Drink your way around Colombia

By | Category: Travel destinations
a Caribbean sunset from the Cafe del Mar

a Caribbean sunset from the Cafe del Mar

Faced with the challenge of sampling drinks throughout Colombia, I manfully rose to the occasion and made it my mission to try out local tipples wherever I went. The country is an interesting place, particularly for spirits, since local laws are so strict and protectionism so strong, that it’s near enough impossible to find e.g. a Medellín-distilled rum in Bogotá or vice versa. In other words, for the most part each region, or departamento, has its own drinks’ culture and this made my merry pursuit even more interesting.

I confess I’m an avid tea-drinker, but starting my journey in the so-called Zona Cafetera, famed for its delicious coffees, there was little point in seeking out a strong cuppa. Basing myself in the small, but exceedingly pretty, town of Salento, in the department of Quindío, one of the three main coffee-growing departments in the centre of Colombia, I soon realised there would be no avoiding that ever-so-popular black liquid, so what better place to find out all about it. Salento is great for the visiting coffee enthusiast – small enough to be easily explored and home to some great coffee shops, one of which is Café Jesús Martín, run by Jesús Bedoya (the website is only in Spanish), a man whose interest in coffee is bordering on the evangelical. Given my dubious, or at the very least, ambivalent, feelings about this humble beverage, Jesús had quite an uphill struggle to convert me, as it were, but he set about doing so with the utmost patience and zeal. Not only does he have his own café, Jesús also has his own coffee finca, makes his own coffee, conducts coffee tours and lectures on the subject. Clearly I had come to the right place. An entire day spent exploring the ins and outs of coffee growing, harvesting, roasting and grinding, before sitting down to a cappuccino that was positively a work of art, finally proved to me beyond a shadow of a doubt that coffee is a pretty decent brew, even if it isn’t tea.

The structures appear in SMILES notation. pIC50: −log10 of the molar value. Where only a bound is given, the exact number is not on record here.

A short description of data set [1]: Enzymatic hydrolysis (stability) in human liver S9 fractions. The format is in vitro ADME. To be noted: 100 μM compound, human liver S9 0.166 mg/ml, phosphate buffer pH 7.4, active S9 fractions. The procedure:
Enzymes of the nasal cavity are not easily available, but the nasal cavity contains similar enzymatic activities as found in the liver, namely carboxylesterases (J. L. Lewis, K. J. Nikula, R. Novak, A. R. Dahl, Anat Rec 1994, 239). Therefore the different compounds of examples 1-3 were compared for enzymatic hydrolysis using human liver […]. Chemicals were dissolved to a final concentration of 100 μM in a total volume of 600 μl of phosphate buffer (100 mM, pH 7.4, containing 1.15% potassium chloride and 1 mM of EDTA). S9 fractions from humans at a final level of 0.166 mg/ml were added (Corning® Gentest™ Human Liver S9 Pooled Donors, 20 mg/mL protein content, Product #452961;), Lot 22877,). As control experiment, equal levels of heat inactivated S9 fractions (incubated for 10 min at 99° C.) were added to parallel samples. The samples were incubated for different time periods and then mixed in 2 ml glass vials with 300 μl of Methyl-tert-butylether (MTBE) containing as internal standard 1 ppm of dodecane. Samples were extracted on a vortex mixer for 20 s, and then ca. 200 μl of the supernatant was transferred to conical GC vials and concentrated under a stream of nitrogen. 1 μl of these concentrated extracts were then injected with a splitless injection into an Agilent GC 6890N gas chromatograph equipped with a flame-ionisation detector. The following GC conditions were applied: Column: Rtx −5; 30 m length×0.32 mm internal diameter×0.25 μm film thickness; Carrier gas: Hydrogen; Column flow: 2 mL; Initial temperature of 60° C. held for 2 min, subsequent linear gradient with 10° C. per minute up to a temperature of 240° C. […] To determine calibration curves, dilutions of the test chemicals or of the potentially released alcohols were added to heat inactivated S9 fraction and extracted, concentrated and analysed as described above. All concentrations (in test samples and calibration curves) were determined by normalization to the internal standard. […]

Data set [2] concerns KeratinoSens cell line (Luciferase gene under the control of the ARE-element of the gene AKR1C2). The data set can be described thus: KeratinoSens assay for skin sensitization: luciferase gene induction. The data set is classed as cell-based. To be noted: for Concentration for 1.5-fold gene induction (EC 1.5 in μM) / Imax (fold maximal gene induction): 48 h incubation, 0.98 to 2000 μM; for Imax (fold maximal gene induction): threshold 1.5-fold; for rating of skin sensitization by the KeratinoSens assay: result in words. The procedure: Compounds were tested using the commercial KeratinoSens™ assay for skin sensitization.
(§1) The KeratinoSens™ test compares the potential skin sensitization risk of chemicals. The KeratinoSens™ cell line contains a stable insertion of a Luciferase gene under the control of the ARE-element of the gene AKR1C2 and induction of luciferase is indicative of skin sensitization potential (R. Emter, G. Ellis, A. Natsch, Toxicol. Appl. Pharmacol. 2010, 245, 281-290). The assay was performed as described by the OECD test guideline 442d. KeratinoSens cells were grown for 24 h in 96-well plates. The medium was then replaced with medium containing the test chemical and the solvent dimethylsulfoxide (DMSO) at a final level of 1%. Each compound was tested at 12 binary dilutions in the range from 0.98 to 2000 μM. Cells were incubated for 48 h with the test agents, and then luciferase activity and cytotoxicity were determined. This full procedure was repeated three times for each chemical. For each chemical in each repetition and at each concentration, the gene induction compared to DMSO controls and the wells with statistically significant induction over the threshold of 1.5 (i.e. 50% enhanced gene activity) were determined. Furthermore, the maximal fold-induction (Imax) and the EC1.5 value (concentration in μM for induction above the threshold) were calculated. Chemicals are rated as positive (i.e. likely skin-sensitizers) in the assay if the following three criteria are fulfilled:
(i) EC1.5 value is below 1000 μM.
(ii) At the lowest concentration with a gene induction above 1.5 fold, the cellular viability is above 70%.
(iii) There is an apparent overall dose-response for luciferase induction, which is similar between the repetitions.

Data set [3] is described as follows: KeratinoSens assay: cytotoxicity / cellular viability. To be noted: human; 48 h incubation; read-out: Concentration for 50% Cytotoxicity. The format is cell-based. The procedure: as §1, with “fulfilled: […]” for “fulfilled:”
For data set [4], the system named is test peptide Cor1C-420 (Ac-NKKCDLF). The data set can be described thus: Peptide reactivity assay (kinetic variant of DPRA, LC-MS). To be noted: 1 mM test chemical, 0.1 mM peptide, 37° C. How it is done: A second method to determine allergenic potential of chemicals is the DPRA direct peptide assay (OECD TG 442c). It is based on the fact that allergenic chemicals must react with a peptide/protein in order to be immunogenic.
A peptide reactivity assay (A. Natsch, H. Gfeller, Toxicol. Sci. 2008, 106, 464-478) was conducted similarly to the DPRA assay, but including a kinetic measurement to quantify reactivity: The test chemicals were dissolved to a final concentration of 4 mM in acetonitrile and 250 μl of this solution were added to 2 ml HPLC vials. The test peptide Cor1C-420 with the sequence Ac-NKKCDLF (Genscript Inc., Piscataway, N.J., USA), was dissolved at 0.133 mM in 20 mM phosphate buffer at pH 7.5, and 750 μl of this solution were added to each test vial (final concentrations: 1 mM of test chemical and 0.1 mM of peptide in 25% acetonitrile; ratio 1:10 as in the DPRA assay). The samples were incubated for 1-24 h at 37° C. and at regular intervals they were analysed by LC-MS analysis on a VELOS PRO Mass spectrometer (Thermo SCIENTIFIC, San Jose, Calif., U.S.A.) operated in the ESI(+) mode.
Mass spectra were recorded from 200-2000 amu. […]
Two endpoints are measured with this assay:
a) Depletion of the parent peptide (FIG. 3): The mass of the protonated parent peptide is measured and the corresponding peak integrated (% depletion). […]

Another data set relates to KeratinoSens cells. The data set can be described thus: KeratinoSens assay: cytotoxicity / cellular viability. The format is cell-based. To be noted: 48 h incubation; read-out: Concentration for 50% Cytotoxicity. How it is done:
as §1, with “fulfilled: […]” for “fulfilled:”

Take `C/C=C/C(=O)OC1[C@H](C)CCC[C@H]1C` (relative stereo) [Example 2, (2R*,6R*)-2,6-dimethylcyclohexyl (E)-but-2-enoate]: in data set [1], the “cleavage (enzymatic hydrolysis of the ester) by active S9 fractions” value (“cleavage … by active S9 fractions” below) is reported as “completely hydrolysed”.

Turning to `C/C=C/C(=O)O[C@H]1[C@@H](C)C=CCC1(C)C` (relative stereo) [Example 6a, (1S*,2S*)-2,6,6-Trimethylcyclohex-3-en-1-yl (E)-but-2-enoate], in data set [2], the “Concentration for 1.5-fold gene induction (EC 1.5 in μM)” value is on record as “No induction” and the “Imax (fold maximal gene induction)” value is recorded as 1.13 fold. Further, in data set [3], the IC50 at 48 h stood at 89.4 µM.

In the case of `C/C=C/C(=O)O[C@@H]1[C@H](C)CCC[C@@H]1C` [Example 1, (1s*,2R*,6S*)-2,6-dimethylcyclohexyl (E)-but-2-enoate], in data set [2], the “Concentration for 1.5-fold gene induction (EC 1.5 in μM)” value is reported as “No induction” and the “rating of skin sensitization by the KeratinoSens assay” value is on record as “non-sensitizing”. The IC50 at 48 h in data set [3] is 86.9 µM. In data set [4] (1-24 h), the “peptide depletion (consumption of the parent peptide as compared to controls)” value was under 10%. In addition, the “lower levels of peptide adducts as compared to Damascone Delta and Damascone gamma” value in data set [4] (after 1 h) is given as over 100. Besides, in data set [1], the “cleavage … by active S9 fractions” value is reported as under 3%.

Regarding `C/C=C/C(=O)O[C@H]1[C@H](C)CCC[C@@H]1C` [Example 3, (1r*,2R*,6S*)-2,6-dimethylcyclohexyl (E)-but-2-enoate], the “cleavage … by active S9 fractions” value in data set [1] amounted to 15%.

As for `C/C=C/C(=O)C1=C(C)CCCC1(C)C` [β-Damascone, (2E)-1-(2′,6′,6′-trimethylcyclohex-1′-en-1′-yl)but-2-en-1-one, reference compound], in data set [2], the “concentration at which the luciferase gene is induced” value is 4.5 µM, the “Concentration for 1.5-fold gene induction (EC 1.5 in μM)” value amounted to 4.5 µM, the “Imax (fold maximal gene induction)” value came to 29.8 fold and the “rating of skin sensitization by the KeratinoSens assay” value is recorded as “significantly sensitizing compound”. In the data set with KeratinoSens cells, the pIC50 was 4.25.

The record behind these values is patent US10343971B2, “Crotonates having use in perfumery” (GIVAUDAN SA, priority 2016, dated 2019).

a perfect cappucino from Salento

a perfect cappucino from Salento

The Zona Cafetera lies comparatively high up in the Andes and the temperature can drop quite considerably at night and at height. Coffee will keep you warm, for sure, but it won’t do much for you at high altitudes. The region is home to a number of towering volcanoes and several national parks well worth a visit. I opted for a day in Los Nevados national park, home to no less than three volcanoes, for the most part gently slumbering, but check volcanic activity before attempting any peeks down the craters, as there has been quite a lot of recent activity. It’s possible to drive all the way up to 4,800 metres to view Nevado del Ruiz, the highest and most active of the three. This is when you will need a good dose of agua de panela, a hot drink made from water and unrefined sugar, to counteract the effects of the altitude. The sweet drink is enjoyed throughout the Colombian Andean region to keep warm and alert. A similar drink, enjoyed in bars of the region, is canelazo, also served hot, but in addition to sugar, it includes a hefty splash of rum, some lime and also cinnamon, the latter giving the drink its name. The rum in this part of the world is from the nearby department of Caldas and known as Ron Viejo de Caldas (old rum from Caldas).